Let’s start with the easiest question. Was Trump “inciting” violence against Clinton? In any ordinary-language of the term, the answer is probably yes. He was signaling to the unhinged fringe—a group he has courted with birtherism, Clinton conspiracy theories, libels against American Muslims, and a lot of coy eyelash-batting in the direction of David Duke and other white supremacists. The signal was (to be as generous as possible), “I share your anger and also wonder whether it will be someday be necessary for you to kill your enemies.”
Does that contribute to the possibility of violence? Yes. Does it intentionally encourage those who believe in killing for political aims? Yes.
Does it violate laws against “incitement”? No.
The reason is that, under American law, “incitement” is a narrow term. Until the 1960s, most states in the U.S. had “criminal syndicalism” laws that made it a crime to “advocate”—or even, in some states, merely associate with groups that advocated—political or economic change by violence or revolution. The law was handy for crushing labor groups like the Industrial Workers of the World; the U.S. government used its federal analogue, the Smith Act, to destroy the leadership of the Communist Party.
In 1969, the Supreme Court voided these laws in a case called Brandenburg v. Ohio. The defendant had been convicted of making a speech to a KKK “rally” (attended by 12 Klansmen and a TV crew on a private farm) in which he announced, “We're not a revengent organization, but if our president, our Congress, our Supreme Court, continues to suppress the white, Caucasian race, it's possible that there might have to be some revengeance taken.” The Court held that “mere advocacy”—even of violence—cannot be made criminal “except where such advocacy is directed to inciting or producing imminent lawless action and is likely to incite or produce such action.”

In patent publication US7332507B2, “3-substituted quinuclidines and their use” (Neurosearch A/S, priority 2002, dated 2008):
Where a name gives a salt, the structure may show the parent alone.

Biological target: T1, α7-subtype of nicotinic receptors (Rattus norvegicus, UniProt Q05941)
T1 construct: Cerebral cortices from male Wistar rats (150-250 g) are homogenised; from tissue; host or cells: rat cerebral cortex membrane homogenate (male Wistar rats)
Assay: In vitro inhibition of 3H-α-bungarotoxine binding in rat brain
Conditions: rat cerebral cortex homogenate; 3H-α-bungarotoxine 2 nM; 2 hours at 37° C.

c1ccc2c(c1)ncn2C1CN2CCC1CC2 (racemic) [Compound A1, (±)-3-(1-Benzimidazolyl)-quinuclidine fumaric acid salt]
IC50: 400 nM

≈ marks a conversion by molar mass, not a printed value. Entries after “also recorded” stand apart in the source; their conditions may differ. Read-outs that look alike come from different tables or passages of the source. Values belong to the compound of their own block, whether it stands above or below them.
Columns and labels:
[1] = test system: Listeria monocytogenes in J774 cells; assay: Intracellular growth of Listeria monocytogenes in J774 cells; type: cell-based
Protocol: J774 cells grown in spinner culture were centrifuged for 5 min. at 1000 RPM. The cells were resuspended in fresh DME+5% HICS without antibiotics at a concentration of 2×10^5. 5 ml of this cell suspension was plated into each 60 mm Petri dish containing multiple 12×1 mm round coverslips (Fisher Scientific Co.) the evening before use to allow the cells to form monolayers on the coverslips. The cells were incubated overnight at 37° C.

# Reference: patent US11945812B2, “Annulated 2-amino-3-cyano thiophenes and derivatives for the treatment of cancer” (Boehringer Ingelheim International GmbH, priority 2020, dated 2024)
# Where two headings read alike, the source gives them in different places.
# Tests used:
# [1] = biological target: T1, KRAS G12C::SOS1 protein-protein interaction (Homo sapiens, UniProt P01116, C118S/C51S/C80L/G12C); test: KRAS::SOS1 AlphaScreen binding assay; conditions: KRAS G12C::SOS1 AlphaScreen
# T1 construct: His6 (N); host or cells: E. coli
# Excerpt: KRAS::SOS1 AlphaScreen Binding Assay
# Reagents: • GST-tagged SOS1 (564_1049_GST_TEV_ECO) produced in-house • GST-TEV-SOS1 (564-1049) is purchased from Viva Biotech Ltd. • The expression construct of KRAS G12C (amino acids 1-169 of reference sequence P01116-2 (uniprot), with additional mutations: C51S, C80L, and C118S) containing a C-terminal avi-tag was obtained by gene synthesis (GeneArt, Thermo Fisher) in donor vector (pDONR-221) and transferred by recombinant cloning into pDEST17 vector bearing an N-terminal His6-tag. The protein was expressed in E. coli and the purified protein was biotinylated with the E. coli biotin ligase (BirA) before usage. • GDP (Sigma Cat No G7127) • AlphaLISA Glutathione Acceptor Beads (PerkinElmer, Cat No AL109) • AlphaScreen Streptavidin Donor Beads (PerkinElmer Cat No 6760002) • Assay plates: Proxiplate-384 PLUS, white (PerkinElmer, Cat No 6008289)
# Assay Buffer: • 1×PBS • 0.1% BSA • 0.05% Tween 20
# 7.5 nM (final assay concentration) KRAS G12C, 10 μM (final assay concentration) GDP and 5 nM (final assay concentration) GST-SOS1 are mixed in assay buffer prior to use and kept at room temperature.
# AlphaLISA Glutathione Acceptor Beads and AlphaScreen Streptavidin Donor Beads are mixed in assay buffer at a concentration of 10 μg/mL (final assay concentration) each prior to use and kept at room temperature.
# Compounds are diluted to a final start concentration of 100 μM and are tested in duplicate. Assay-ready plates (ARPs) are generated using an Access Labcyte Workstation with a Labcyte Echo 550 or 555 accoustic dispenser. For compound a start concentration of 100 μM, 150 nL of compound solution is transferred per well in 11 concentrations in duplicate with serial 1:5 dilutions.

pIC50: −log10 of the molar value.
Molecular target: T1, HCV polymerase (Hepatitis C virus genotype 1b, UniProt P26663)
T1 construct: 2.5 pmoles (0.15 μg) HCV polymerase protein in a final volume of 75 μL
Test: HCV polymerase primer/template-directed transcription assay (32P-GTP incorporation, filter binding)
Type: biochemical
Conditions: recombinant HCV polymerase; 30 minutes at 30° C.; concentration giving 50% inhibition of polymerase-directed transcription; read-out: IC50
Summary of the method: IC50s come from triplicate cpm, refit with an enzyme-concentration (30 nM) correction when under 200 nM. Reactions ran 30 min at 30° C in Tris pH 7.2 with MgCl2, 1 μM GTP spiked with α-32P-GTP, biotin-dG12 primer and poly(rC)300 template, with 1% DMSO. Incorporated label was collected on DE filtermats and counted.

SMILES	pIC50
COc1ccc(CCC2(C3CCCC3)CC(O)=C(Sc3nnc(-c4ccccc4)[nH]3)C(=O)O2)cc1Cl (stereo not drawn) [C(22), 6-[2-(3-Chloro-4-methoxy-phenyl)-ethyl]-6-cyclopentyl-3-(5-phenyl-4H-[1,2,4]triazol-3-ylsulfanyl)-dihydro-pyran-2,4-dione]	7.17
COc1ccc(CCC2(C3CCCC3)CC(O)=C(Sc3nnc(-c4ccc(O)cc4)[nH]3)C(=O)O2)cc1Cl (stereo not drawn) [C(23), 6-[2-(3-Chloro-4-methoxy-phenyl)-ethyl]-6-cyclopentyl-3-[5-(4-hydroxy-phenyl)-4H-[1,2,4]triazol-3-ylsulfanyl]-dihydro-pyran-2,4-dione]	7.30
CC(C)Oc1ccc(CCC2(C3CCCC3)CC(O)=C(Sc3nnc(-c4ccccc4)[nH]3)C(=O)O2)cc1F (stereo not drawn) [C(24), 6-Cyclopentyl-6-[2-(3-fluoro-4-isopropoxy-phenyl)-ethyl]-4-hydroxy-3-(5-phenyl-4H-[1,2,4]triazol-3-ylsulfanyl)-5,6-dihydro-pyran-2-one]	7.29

Whatever Trump’s intent in Wilmington, the “imminence” requirement is the bar to incitement charges against Trump. What the Court meant is that the First Amendment requires a showing that the violence was literally about to occur at that very moment. “Kill that person over there right now!” is the template.
By that standard, did Trump “incite” violence against Clinton? No.
What about “fighting words”? That’s a term that gets thrown about but that constitutionally is virtually nonexistent. It means, in essence, speech that proposes an immediate fistfight and is thus not protected by the First Amendment. (A stranger once came up to me on the street and said, “I’m going to knock the crap out of you.” Those are “fighting words”; what Trump said was not.)
More difficult to assess is whether the words are a threat. Federal law (18 U.S.C.A. § 875) makes it an offense to transmit “in interstate or foreign commerce any communication containing … any threat to injure the person of another”; beyond that, a specific statute, 18 U.S.C. § 879, says that anyone who “knowingly and willfully threatens to kill, kidnap, or inflict bodily harm upon ... a major candidate for the office of President” is guilty of a felony, punishable by up to five years in prison.